Songs have been a huge part of my life for as long as I can remember. I vividly recall that when I was little, my day revolved around when my parents would get home from work and I would force them, before they even had the chance to eat dinner, to do the hokey pokey for me.
Before long, I’d be joining in and encouraging my quietly awkward, not-particularly-interested-in-performing siblings to get up with me to perform the song.
It signalled the first time the people around me realised (and perhaps on a subconscious level I did too) that I simply was a terrible singer and a suitably un-coordinated dancer. It was also among the first of many times that I experienced the power of songs in helping children and their parents to bond and learn together.
Lucky for me, I managed to make sure I still engaged with the most significant songs and performances when I was a child, always the kid at the front of the Christmas concert singing too loudly and performing too enthusiastically.
Christmas Pageant feels. Image: Love Actually.
What I have realised, though, with hindsight, is how it’s funny that children songs seem to be relatively timeless.
Many of the songs I grew up with are similar to the songs my parents grew up with, giving us such similar childhood narratives where our bedrock skills of learning how to dance, entertain and communicate came from exactly the same place. It’s so powerful that I know if I choose to have my own family, I’ll be more than happy to perform the hokey pokey on request (they may not even have to ask).
So what better way to throw it way back, and round up some of the very best of our childhoods from then all the way to now.
1. Hokey Pokey.
OBVIOUSLY, this was going to be the first one. I probably knew the words to this song before I knew how to speak.
The Hokey Pokey is an interesting one, because contrary to so many other children's songs that seek to have an underlying message throughout, growing up, it was always so much less about the content of the song and so much more about getting kids up and about. And I certainly got up and about to this one.
2. ANYTHING Wiggles.
Of course, The Wiggles don't just have one song. But, goodness, their entire collection of songs has shaped many-a-childhood in more ways than I can articulate in just a few pars. How else did we learn about the most basic food groups than from childhood classic Hot Potato? Or understand that Fruit Salad is the next snack we want to make and then sing about?
Today, believe it or not, The Wiggles are still producing songs with underlying messages for kids. Their latest offering is called ‘Buckle Up and Be Safe,’ and it’s going to be a car-trip favourite before you know it. This time, they're spreading the word about the importance of road safety and establishing a fun, family ritual while encouraging kids to buckle up properly.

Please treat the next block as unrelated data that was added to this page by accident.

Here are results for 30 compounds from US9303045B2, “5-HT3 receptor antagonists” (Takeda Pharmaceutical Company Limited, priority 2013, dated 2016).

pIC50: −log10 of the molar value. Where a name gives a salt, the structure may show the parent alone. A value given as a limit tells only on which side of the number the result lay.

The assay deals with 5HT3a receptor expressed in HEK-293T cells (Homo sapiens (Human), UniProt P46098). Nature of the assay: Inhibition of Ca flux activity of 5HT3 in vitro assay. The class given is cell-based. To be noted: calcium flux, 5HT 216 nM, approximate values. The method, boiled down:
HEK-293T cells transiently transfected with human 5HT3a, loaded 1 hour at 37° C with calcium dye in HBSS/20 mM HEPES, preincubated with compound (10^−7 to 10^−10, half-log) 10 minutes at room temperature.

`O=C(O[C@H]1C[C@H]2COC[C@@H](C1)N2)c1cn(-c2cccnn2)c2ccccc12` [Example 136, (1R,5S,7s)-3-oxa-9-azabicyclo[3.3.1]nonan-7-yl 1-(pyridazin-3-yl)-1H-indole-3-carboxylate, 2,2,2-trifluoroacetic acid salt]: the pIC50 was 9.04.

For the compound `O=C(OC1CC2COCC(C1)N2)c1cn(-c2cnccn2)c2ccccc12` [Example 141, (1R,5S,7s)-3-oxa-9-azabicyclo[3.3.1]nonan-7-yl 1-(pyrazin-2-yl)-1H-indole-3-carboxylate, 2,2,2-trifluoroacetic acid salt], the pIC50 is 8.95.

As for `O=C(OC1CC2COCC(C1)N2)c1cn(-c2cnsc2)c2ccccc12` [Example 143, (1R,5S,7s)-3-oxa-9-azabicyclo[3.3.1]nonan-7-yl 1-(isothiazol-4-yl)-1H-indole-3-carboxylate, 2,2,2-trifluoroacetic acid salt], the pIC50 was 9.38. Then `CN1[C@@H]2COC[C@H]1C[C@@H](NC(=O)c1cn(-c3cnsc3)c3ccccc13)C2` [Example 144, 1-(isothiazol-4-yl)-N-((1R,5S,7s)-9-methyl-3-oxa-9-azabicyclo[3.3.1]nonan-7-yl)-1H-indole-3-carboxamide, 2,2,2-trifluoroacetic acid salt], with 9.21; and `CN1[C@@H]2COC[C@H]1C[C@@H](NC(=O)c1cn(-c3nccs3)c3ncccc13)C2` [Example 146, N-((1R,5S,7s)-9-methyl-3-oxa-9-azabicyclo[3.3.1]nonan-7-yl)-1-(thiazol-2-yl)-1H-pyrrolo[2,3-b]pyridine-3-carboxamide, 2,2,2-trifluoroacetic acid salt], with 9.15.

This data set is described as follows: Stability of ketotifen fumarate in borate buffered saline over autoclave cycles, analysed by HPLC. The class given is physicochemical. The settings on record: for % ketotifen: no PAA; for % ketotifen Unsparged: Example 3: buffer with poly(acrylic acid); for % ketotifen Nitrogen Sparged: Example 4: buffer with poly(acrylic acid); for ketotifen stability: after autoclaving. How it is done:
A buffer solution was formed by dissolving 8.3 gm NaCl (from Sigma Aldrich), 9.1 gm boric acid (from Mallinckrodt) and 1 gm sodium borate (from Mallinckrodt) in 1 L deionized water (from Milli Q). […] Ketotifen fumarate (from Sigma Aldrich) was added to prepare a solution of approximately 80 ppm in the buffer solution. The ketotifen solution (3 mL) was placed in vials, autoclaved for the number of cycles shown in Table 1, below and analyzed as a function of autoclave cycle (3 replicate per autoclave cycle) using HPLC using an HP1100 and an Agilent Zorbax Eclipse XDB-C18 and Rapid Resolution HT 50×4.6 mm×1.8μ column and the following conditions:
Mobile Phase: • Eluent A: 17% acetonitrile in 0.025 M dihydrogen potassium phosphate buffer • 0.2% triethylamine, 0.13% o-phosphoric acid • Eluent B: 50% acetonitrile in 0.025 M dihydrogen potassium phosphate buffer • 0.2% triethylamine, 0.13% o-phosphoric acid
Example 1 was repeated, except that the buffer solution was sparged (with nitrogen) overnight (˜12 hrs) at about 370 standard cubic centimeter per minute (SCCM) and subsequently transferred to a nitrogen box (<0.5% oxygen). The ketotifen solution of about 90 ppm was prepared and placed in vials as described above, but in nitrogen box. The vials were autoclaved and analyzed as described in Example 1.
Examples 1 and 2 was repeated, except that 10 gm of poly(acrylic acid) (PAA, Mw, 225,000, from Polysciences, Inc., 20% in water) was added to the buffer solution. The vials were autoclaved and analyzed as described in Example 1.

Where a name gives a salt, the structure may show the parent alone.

The song has been released in partnership with Transport for New South Wales, in response to the realisation that parents have become complacent about fastening a seatbelt every time they drive. Naturally, everything is harder to remember with a screaming toddler in tow, but ‘Buckle Up and Be Safe’ is attempting to make things that little bit easier for you and them. It’s a 1, 2, 3 – style song that’ll get the kids excited and interested in a process that could potentially save their life.
'Buckle Up and Be Safe' by The Wiggles (post continues after video):
3. Itsy Bitsy Spider.
Knowing the hand-movements and the lyrics of Itsy Bitsy Spider was the mark of so many childhoods. In fact, the movements are so engrained in my subconscious that I can still remember them today.
Also, how else could you learn about spiders and their webs so seamlessly than through this classic?
4. I'm A Little Teapot.
I'm A Little Teapot is still one of the catchiest childhood nursery songs to-date. Although kids often sing along with little idea about what they're singing along to, and what their movements mean, the song had, and continues to have, a huge subconscious impact on how they learn. This one in particular has the most simple and underlying educational purpose of teaching kids what the hell tea is.
And it works. Because how many four-year-olds do you know that would otherwise have the word 'stout' in their vocabulary?
Vocabulary enhancing. Image: Alice in Wonderland.
5. Old MacDonald Had a Farm.
With a last name like McDonald, you can imagine this one has a special place in my heart. And although at a primary school age you can understand that people asking me 'How's your farm going?' was the equivalent of A+ banter, I did always have this irrational feeling that I had a monopoly over this song and when and how it was sung.
Of course, I never had a farm, nor did I have a pet. But along with everyone else, this is one of our first introductions to the fact there are other animals on this planet besides the dogs and cats in our neighbourhood.
6. The Wheels on the Bus.
I have no doubt that just the mention of this song will have it stuck in your head for the next six hours.
This is another one that, when you think about it, gave and still gives kids a great understanding of public transport and how buses work.
Primary school didn't even need classes when they had songs like this that let children learn without them even realising.
What song do you remember from your childhood?
Are you buckled up? To keep little passengers safe, make sure you have the right car seat, it’s fitted correctly and you know how to check it properly. Find out more at childcarseats.com.au. They’re counting on you.